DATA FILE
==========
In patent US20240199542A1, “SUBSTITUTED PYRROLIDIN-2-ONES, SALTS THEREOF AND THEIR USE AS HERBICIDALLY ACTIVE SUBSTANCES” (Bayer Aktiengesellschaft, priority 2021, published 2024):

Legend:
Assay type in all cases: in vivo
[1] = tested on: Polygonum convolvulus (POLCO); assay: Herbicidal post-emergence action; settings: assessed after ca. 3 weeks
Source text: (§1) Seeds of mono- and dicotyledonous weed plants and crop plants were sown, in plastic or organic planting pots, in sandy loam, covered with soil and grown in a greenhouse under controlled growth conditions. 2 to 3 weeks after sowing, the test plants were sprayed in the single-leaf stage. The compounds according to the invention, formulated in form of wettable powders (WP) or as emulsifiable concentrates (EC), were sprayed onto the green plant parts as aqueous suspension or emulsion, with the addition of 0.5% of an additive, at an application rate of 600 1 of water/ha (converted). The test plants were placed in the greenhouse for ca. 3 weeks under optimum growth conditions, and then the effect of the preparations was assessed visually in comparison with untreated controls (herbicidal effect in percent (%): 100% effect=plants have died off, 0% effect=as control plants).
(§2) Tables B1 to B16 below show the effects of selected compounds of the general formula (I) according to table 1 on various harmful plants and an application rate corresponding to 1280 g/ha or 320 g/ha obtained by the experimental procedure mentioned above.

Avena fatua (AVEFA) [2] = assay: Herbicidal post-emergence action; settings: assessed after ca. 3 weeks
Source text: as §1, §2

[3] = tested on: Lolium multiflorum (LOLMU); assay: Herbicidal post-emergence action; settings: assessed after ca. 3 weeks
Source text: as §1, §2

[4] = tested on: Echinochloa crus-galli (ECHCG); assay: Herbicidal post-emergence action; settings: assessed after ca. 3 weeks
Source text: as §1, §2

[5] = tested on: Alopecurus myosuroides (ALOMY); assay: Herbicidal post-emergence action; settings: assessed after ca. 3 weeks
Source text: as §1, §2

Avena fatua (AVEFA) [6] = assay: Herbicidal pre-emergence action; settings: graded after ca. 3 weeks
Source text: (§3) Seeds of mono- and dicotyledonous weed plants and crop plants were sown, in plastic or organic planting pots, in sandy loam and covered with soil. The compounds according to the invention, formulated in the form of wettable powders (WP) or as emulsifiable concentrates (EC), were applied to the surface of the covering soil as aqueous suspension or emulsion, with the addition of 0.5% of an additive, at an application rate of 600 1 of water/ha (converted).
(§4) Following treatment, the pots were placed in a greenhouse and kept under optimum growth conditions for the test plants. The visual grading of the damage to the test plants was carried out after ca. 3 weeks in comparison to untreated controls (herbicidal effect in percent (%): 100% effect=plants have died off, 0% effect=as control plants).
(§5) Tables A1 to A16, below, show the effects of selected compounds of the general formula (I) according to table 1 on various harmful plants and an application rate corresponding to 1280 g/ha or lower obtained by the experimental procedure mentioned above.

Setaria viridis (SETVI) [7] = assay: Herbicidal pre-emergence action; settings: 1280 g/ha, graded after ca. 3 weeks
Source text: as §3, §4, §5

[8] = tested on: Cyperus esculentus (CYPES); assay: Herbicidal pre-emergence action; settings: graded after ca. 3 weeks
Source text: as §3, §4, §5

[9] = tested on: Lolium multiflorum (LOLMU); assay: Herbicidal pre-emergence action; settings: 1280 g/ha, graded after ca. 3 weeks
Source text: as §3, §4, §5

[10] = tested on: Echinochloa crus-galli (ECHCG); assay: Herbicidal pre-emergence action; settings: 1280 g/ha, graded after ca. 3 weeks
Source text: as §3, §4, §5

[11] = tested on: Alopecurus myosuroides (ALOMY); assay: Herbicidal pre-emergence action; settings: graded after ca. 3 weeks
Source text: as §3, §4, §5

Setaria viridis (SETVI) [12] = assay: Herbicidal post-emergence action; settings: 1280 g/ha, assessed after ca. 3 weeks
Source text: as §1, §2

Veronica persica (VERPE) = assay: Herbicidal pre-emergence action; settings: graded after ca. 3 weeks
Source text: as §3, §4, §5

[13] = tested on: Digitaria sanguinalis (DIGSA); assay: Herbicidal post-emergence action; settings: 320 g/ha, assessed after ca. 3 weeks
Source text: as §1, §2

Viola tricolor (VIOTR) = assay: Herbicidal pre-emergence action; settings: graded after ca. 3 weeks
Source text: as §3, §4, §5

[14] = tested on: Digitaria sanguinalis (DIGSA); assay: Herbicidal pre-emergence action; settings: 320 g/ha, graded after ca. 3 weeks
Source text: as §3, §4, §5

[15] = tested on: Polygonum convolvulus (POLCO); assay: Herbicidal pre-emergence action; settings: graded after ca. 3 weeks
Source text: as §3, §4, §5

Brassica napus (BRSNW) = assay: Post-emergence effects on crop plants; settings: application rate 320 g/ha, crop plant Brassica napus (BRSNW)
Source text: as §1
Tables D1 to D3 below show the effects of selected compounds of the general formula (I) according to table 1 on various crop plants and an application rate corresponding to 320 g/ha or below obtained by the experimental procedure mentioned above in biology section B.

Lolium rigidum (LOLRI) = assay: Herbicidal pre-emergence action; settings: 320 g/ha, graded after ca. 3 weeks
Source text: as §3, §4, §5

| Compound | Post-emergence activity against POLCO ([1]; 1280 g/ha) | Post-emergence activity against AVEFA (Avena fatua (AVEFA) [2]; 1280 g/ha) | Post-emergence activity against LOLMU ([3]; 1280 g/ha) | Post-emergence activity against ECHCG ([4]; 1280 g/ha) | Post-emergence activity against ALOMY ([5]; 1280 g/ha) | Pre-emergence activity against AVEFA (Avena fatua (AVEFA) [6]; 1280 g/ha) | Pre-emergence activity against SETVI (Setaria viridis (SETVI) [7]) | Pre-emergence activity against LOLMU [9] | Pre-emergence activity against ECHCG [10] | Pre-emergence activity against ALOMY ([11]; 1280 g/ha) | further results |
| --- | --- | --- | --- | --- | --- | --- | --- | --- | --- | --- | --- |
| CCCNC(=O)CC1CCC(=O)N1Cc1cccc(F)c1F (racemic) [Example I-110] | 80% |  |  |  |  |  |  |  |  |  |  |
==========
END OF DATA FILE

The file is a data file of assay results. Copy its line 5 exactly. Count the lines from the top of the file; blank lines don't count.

Source text: (§1) Seeds of mono- and dicotyledonous weed plants and crop plants were sown, in plastic or organic planting pots, in sandy loam, covered with soil and grown in a greenhouse under controlled growth conditions. 2 to 3 weeks after sowing, the test plants were sprayed in the single-leaf stage. The compounds according to the invention, formulated in form of wettable powders (WP) or as emulsifiable concentrates (EC), were sprayed onto the green plant parts as aqueous suspension or emulsion, with the addition of 0.5% of an additive, at an application rate of 600 1 of water/ha (converted). The test plants were placed in the greenhouse for ca. 3 weeks under optimum growth conditions, and then the effect of the preparations was assessed visually in comparison with untreated controls (herbicidal effect in percent (%): 100% effect=plants have died off, 0% effect=as control plants).